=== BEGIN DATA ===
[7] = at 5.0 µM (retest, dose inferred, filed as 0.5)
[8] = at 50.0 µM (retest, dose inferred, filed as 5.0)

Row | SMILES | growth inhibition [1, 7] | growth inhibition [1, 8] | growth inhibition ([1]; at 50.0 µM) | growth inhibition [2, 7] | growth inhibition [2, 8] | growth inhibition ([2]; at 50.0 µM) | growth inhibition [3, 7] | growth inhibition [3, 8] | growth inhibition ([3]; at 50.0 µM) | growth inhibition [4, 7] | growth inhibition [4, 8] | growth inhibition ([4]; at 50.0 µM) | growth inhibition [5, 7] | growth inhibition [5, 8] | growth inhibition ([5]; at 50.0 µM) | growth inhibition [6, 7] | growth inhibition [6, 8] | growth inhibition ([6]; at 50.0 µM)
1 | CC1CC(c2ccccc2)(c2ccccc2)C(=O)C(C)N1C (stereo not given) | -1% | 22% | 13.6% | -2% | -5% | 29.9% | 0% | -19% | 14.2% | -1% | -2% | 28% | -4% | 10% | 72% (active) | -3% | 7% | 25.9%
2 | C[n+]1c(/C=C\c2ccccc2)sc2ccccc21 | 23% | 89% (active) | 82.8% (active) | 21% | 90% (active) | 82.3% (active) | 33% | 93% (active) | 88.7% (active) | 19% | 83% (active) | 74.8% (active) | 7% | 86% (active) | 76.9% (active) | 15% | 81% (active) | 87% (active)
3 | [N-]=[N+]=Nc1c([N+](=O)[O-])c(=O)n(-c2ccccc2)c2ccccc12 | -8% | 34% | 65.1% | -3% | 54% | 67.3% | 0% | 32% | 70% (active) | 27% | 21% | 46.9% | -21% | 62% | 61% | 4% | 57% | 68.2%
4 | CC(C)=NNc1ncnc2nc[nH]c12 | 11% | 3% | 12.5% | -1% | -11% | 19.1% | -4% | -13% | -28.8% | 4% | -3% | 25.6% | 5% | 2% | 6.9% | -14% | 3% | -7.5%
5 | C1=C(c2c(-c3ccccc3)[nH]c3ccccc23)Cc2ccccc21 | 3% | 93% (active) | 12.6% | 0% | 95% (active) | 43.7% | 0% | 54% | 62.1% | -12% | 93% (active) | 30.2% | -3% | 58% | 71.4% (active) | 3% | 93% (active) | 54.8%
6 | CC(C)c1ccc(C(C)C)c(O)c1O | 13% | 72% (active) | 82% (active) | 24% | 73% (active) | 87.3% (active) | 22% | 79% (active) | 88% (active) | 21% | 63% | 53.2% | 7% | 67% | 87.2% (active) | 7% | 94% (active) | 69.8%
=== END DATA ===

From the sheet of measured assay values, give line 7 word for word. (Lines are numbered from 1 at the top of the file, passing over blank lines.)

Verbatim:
4 | CC(C)=NNc1ncnc2nc[nH]c12 | 11% | 3% | 12.5% | -1% | -11% | 19.1% | -4% | -13% | -28.8% | 4% | -3% | 25.6% | 5% | 2% | 6.9% | -14% | 3% | -7.5%